Yosemite: First Visits, Lasting Impressions--My W

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GIS Level:
  • Beginning
Geographic Scale:
  • State
Target Audience:
  • Secondary
Yosemite NP, California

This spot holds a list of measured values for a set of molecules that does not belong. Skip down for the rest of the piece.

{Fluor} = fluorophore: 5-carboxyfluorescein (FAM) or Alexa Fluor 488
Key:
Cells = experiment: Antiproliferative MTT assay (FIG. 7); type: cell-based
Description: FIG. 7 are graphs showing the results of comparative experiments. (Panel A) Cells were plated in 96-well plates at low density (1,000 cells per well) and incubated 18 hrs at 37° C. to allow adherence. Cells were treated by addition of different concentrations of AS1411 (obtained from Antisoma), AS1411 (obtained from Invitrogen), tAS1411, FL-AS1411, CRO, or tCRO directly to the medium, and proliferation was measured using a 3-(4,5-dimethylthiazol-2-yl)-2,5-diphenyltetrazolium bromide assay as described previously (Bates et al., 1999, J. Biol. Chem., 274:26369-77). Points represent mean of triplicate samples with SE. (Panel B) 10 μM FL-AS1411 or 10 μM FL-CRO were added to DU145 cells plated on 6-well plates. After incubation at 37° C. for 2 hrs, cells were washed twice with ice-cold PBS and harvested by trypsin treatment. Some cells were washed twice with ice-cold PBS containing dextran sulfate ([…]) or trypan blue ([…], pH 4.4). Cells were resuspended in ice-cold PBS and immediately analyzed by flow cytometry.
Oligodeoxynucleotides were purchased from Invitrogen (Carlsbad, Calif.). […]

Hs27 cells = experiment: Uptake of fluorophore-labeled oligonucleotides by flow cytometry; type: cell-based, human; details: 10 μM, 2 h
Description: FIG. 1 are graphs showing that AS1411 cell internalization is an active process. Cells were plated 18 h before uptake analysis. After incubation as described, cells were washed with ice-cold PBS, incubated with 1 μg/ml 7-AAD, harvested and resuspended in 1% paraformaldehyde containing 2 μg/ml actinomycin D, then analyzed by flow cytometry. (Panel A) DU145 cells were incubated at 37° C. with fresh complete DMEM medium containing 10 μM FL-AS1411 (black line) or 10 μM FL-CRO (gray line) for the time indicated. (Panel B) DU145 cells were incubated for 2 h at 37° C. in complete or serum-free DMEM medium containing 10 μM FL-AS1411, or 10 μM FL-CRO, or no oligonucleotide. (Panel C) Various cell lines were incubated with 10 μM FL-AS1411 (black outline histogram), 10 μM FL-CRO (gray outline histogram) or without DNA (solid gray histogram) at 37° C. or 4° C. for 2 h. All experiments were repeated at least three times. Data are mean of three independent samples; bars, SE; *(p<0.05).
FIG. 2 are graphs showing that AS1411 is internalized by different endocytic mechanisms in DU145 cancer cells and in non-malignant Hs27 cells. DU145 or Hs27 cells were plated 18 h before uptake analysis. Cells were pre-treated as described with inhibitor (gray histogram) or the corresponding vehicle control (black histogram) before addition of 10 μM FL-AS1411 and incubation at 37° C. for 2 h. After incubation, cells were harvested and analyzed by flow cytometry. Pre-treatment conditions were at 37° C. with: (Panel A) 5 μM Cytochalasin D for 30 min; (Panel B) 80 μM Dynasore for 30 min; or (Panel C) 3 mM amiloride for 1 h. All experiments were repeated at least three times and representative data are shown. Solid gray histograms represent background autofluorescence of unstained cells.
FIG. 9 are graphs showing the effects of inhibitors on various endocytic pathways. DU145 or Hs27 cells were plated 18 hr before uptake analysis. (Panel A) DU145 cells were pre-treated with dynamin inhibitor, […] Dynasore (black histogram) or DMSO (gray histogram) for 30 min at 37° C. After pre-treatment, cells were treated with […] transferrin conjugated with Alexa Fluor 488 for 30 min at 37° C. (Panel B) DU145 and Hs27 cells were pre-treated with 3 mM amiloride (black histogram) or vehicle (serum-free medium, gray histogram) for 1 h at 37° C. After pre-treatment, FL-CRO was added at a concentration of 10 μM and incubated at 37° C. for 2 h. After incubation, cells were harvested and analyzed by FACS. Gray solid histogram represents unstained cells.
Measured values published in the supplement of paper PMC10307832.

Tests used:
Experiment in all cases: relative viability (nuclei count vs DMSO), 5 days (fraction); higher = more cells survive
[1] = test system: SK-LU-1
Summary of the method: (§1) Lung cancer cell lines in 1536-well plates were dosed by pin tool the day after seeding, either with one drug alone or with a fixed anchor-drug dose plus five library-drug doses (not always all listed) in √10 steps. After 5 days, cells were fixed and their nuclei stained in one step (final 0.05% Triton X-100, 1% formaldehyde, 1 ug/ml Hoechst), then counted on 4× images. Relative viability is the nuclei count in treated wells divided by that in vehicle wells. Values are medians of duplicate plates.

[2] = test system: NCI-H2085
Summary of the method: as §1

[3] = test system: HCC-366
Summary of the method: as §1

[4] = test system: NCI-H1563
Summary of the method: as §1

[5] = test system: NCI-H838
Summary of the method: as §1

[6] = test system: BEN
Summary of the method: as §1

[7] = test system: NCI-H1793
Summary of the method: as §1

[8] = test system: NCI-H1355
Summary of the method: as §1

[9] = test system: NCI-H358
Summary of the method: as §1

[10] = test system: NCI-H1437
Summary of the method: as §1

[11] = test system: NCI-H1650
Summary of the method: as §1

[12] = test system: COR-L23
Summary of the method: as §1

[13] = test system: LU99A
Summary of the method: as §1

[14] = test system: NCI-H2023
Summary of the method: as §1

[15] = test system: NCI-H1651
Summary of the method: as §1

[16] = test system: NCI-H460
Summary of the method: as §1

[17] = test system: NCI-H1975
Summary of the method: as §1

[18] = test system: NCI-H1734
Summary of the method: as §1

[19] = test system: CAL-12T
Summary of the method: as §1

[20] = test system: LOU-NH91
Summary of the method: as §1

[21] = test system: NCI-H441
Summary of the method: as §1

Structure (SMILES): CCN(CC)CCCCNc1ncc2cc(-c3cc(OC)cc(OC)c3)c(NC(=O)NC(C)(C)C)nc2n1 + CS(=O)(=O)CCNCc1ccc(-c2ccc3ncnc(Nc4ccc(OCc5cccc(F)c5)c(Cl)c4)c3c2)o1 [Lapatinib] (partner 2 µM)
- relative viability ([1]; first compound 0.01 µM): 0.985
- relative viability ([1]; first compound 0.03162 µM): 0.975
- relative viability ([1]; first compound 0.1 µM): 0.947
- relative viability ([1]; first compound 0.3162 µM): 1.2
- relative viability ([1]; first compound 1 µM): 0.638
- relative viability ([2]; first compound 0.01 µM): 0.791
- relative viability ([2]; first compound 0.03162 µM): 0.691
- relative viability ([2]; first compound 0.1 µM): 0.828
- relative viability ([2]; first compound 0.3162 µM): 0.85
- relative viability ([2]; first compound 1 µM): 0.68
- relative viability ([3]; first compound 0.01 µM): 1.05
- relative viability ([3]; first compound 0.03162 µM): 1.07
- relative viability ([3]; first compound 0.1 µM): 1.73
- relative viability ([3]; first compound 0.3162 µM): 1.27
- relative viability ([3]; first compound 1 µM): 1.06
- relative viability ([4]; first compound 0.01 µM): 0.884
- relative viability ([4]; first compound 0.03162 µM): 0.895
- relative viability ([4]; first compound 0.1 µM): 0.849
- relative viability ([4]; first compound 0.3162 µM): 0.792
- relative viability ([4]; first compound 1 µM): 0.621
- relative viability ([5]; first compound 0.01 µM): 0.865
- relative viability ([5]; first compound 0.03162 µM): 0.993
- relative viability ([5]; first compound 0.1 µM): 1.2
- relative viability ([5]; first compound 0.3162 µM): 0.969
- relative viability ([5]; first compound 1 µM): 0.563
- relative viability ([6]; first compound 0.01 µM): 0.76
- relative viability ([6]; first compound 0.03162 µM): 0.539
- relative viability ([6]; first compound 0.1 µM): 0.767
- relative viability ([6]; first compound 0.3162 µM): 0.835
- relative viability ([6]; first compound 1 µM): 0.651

Parks for the preservation of landscape, wildlife, and history are found around the world today in places as different as Costa Rica, New Zealand, and Kenya. They owe their existence in large part to the example created by the United States beginning with Yosemite in 1864. Yosemite is special in several important ways. Geologically, the park is a series of glacially carved, white granite canyons, many over a thousand feet deep. The most spectacular of these is Yosemite Valley itself. Archeologically, humans have populated Yosemite on and off going back almost to the end of the last ice age over 10,000 years ago. Villages of Miwok and Paiute natives existed in Yosemite until shortly after first contact with European settlers in the 1850's. Their legends provide an important and interesting perspective on many of the park's most spectacular features. And, historically, Yosemite has provided an important laboratory for the evolution of the national park idea. Writers like John Muir and Frederick Law Olmstead, artists like Albert Bierstadt, Thomas Hill, and Chris Jorgenson, and photographers like Carlton Watkins helped acquaint potential visitors and legislators with Yosemite's wonders in the late 1800s. Early Yosemite business people like Thomas Hutchings and David and Jeannie Curry helped shape how Yosemite was made accessible to visitors. And far sighted national leaders like Teddy Roosevelt brought a broad vision of preserving special pieces of the American environment. Materials for download here include the GIS based activity that is part of a larger collection of Yosemite teaching resources found at: http://www.intimeandplace.org/Yosemite/ The complete collection also includes written, photo, and static map items and related activities. The goal of the unit is for students to gain an understanding of the early history of the "national park" idea by examining the emergence of Yosemite as a park. The GIS activities allow a geographic exploration of the park by inviting students to travel the trails of Yosemite with early explorers, visitors, and the U.S. Calvary. Sample lesson materials are included here, but teachers are encouraged to adapt the resources in the collection to best meet theirs and their students’ needs.

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